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Molecular Basis Underlying Type Iii Effector Evolution: Discovering The Recognition Specificity Of The Diversified Hopz1 Alleles In Pseudomonas Syringae

Investigators
Ma, Wenbo
Institutions
University of California - Riverside
Start date
2009
End date
2012
Abstract

'This award is funded under the American Recovery and Reinvestment Act of 2009 (Public Law 111-5).'Pathogens and hosts are engaged in an endless and deadly warfare. Type III secretion system (T3SS) and secreted effectors (T3SEs) are essential virulence factors of gram negative bacterial pathogens, some of which are responsible for the most devastating diseases of plants and animals. During the arms race with bacterial pathogens, plants have evolved resistance (R) genes to detect specific pathogen T3SEs and induce defense responses. However, this immunity can be efficiently defeated by the pathogen through effector sequence variation. This project seeks to offer important insights into the mechanisms underlying the highly dynamic co-evolutionary arms races between key virulence factors in pathogens and the corresponding host defense strategies. The research will focus on HopZ1, a widely distributed T3SE family of the model plant pathogen Pseudomonas syringae. While the ancestor-like HopZ1 allele triggers plant defense response, sequence diversification has allowed evolved alleles to evade host detection while retaining virulence functions. The investigators will employ genetic screens and biochemical analyses to compare the host protein interaction spectrums of HopZ1 allelic variants and identify important plant players involved in the arms race in an effort to understand sequence diversification-enabled effector evolution. Novel knowledge obtained from this research will contribute to the development of sustainable means to control bacterial diseases and improve food safety. This project will have broad impacts on education, outreach and scientific research. It will offer comprehensive training and educational activities for undergraduates, graduate and postdoctoral researchers, especially for underrepresented minority groups and first-generation college students. Novel knowledge generated from this project will be disseminated in a timely manner to the scientific community in the forms of journal articles, conference proceedings and website postings, and also to a broad audience through teaching activities of the investigator to undergraduate and graduate students.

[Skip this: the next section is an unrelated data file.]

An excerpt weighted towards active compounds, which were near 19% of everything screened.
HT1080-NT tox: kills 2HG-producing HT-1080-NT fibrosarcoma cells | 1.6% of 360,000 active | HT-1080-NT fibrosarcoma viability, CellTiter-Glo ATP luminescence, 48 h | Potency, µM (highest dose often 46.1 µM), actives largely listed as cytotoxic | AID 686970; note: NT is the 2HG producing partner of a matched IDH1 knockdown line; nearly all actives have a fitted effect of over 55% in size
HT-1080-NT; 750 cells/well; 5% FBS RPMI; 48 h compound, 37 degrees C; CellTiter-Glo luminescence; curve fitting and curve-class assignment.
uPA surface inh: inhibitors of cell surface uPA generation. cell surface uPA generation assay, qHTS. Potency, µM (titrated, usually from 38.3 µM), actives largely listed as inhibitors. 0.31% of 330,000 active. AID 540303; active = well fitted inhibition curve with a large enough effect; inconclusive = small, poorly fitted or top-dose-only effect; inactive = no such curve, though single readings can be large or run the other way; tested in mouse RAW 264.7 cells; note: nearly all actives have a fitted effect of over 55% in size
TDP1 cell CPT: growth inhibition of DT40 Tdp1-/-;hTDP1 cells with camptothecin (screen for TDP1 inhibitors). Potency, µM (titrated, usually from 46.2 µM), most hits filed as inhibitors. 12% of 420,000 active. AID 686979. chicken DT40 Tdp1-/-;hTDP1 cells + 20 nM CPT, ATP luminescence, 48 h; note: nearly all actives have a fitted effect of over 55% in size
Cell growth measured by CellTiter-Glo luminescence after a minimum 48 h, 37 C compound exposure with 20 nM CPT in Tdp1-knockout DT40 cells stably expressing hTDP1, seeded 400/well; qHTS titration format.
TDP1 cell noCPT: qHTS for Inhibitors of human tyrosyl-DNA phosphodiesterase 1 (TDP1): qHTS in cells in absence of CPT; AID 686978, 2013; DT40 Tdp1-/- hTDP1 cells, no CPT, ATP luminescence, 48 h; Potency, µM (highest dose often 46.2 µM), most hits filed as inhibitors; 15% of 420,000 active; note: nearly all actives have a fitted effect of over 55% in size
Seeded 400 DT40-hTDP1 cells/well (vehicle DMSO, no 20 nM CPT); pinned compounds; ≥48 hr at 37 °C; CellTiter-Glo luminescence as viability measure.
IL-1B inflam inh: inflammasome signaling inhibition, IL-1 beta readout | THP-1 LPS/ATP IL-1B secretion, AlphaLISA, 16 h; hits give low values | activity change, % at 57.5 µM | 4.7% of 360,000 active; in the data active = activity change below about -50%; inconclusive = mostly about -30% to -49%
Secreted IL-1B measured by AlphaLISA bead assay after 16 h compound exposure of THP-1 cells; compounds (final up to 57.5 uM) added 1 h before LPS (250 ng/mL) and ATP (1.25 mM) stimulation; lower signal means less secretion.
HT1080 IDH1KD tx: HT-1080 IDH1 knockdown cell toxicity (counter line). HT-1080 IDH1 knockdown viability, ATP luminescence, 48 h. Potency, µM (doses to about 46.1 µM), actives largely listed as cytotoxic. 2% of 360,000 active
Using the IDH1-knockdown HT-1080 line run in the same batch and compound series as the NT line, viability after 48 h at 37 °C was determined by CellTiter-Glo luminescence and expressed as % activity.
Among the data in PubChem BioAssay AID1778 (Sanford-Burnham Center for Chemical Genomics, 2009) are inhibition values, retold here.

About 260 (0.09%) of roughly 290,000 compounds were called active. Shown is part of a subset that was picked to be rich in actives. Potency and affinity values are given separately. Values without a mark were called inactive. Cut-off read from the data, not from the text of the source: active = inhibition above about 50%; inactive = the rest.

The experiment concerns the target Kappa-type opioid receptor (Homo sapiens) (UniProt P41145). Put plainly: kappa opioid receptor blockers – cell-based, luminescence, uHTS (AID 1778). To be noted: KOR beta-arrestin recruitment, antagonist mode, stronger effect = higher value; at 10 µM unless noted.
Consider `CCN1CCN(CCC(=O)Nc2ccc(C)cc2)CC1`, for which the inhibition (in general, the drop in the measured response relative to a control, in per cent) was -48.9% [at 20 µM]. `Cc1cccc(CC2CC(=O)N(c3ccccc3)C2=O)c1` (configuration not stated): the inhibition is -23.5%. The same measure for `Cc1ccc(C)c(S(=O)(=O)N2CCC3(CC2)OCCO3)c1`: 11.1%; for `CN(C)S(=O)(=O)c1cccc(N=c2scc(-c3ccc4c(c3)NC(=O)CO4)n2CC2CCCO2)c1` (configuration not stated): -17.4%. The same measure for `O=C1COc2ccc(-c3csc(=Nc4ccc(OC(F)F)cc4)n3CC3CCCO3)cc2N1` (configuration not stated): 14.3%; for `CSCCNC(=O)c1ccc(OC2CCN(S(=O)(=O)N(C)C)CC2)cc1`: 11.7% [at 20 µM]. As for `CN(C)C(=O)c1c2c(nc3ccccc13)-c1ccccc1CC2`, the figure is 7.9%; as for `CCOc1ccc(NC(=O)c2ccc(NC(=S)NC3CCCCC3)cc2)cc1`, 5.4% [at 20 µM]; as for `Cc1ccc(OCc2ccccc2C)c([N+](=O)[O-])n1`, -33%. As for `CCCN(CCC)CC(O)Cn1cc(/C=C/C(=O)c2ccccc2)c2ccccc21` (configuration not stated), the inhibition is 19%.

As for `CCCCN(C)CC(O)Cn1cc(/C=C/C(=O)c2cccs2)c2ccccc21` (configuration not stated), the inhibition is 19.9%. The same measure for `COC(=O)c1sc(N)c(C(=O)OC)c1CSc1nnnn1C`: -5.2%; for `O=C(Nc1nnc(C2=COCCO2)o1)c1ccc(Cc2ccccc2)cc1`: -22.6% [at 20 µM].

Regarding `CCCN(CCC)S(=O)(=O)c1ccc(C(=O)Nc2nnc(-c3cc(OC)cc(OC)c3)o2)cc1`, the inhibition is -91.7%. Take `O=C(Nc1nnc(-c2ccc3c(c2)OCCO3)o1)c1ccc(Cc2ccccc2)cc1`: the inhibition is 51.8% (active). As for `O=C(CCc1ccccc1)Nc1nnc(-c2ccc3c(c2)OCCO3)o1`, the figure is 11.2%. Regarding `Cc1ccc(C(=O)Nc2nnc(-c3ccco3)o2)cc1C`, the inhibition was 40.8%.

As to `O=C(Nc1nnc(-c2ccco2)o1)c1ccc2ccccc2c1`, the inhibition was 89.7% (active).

Funding Source
United States Nat'l. Science Fndn.
Project source
View this project
Project number
847870
Categories
Natural Toxins
Bacterial Pathogens